Our case presented with a low sloping forehead, micrognathia, and extremity contracture. These physical features are similar to those seen in previous cases, but the severity of microcephaly and prognosis seemed to be milder in our case.1 Our patient had postnatal microcephaly and appropriate growth. At 33 months of age, she had microcephaly (head circumference, –5.1 SD) and was still alive. On the other hand, the previous cases had microcephaly from birth and growth restriction in the prenatal period. One patient showed severe microcephaly (−9.0 SD) at 3 months of age.1 Most previous cases (6 of 7 patients) died within 1 year.1 We speculate that these clinical differences depend on the functional effect of the ZNF335 mutations. The previous cases were homozygous for splice-site mutations, whereas our patient was compound heterozygous for missense mutations.1
We could not determine whether the basal ganglia in our patient and in the previous cases were aplastic/hypoplastic, atrophic, or both. In the ZNF335-conditional knockout mouse, neural cell migration defects occur in the cerebral and cerebellar cortex due to a deficiency in the neuron-restrictive silencer factor (NRSF), which is known to be a critical epigenetic regulator of neurogenesis.1,4–6 We speculate that if neural cell migration from the ganglionic eminence is also affected, the basal ganglia would become aplastic/hypoplastic. In addition, our patient’s cerebral and cerebellar cortex regressed postnatally, raising the possibility that ZNF335 deficiency may also lead to atrophy of the basal ganglia. A previous study showed that in Huntington disease characterized by striatal and cerebral atrophy, aberrant accumulation of NRSF in the nucleus would lead to loss of expression of neuronal genes regulated through the neuron-restrictive silencer element.7 This implies that fine regulation of NRSF is essential for maintenance of the striatum and cerebral cortex. Therefore, we speculate that invisible basal ganglia in patients with ZNF335 mutations may result from aplasia/hypoplasia and atrophy of the basal ganglia via a deficiency in NRSF.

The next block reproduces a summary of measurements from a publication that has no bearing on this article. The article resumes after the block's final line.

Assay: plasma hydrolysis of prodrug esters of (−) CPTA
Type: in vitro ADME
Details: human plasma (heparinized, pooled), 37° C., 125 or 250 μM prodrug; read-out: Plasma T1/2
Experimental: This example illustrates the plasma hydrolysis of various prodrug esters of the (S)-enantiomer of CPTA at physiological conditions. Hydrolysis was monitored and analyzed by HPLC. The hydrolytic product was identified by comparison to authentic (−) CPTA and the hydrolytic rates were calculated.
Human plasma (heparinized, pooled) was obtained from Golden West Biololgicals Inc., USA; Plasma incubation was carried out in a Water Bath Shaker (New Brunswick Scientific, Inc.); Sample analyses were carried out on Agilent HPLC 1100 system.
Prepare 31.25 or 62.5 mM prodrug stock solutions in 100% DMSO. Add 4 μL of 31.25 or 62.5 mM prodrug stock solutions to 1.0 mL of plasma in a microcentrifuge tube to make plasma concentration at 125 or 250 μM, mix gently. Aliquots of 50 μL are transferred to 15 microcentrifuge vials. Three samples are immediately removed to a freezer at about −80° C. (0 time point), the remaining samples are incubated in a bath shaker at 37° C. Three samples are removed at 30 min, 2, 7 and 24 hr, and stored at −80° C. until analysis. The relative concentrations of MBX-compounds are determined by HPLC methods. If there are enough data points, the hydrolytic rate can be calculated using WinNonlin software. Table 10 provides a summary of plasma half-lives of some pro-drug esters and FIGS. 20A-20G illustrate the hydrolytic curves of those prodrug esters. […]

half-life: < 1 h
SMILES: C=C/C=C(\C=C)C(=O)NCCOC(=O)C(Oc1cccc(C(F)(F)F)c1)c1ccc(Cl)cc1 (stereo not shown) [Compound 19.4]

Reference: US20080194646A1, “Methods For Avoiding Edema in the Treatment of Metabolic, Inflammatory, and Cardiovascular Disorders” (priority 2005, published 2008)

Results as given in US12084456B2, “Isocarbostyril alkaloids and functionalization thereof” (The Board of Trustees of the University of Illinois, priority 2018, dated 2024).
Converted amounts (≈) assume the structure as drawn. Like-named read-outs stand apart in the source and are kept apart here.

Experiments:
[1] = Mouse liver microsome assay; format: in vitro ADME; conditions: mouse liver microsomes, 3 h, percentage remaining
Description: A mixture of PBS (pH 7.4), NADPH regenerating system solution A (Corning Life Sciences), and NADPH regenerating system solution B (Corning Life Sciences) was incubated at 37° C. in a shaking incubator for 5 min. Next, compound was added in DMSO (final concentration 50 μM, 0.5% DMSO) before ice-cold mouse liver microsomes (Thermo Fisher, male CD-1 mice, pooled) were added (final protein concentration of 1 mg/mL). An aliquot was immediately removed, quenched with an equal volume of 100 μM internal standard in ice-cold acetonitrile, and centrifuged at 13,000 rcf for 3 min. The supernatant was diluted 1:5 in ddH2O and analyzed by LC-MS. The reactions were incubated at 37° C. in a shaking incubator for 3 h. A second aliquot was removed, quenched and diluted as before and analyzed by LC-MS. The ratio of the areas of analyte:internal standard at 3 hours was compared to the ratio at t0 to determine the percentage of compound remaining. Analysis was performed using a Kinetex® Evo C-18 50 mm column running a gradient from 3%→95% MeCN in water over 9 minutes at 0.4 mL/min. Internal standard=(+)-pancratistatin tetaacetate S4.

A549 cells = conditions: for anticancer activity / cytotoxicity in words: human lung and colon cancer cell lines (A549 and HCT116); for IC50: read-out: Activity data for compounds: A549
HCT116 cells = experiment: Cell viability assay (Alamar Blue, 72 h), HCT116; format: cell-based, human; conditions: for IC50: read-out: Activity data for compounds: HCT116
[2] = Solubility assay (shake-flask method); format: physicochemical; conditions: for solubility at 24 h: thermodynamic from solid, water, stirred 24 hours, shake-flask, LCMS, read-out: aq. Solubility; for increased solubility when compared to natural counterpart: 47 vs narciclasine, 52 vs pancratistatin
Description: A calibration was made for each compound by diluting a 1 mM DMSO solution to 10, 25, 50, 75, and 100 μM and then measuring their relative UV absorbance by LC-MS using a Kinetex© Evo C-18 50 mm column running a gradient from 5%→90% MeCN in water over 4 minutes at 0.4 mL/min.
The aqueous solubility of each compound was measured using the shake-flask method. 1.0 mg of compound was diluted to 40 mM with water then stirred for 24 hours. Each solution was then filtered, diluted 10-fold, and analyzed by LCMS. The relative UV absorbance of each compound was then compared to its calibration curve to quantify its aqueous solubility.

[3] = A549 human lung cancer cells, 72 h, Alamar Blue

In summary, we report an infant with microcephaly and ZNF335 mutations. Invisible basal ganglia may be the key clinical feature of ZNF335 mutations.
We thank the family for participating in this study. We also thank Drs A. James Barkovich, Masayuki Sasaki, Osamu Komiyama, Tomohide Goto, Kazuki Yamazawa, and Takeshi Sato for fruitful discussions.
- Accepted May 24, 2016.
- Address correspondence to Takao Takahashi, MD, PhD, Department of Pediatrics, Keio University School of Medicine, 35 Shinanomachi, Shinjuku-ku, Tokyo 160-8582, Japan. E-mail:
FINANCIAL DISCLOSURE: The authors have indicated they have no financial relationships relevant to this article to disclose.
FUNDING: This work was supported in part by a grant for Research on Measures for Intractable Diseases from the Japan Agency for Medical Research and Development.
POTENTIAL CONFLICT OF INTEREST: The authors have indicated they have no potential conflicts of interest to disclose.
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- Copyright © 2016 by the American Academy of Pediatrics